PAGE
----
EMC testing is a critical step in the manufacturing of medical devices. If a medical device is unable to function well with the electrical systems around it, the device may pose a risk to patients. The FDA mandates that all medical devices are EMC tested according to IEC standards. 
 
Consumer
Everything from your iPhone to your laptop and Xbox undergo EMC tests, especially devices which connect to Wi-Fi and have the potential to emit far-reaching EMI. FCC standards call for comprehensive testing before allowing products to enter the marketplace.
 
 
Automotive
Manufacturers of cars and other automotive machines require EMC testing for both their components, including parts like engines and radios, and the automobiles as a whole. BMW, Mercedes and Volkswagen are just a few of the car companies with such standards.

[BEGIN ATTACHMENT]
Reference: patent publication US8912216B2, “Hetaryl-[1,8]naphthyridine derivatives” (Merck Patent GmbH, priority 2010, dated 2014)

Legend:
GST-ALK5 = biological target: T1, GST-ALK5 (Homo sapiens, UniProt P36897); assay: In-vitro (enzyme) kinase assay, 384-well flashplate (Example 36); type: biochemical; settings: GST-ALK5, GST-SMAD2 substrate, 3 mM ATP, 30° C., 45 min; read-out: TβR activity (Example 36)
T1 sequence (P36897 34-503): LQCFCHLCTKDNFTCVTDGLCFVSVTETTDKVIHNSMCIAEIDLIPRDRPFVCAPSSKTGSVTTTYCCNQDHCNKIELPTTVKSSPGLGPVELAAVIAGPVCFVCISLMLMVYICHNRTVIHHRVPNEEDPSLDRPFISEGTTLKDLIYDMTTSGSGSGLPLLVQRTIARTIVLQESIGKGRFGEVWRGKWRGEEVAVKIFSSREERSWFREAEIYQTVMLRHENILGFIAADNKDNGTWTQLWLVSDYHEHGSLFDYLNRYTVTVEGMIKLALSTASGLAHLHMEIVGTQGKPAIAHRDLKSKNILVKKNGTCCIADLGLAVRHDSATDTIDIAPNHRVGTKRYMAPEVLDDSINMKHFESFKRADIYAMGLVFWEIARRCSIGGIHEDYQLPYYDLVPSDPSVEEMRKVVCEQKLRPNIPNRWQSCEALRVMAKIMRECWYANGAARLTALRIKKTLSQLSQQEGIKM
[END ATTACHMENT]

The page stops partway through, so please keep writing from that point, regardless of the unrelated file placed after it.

Component Testing
Component testing is an expansive facet of EMC. Semiconductors in particular are utilized in nearly all computerized products, and due to their capacity for electromagnetic emission, require testing to ensure they don’t interfere with other devices.
 
Defense
Military equipment is subject to rigorous testing standards which call for electromagnetic susceptibility and emissions testing, among other requirements. MIL-STD-461 is a common standard for automobiles, aircraft, spacecraft and other vehicles and instruments which may be at risk of emitting or being affected by electromagnetic energy.
 
Aerospace
The aerospace industry relies on EMC testing to confirm aircraft will not be susceptible to EMI radiating from the digital meccas they may pass over, adhering to standards like DO-160 to ensure full compliance before the craft enters the market. This standard includes guidelines for commercial planes and helicopters as well.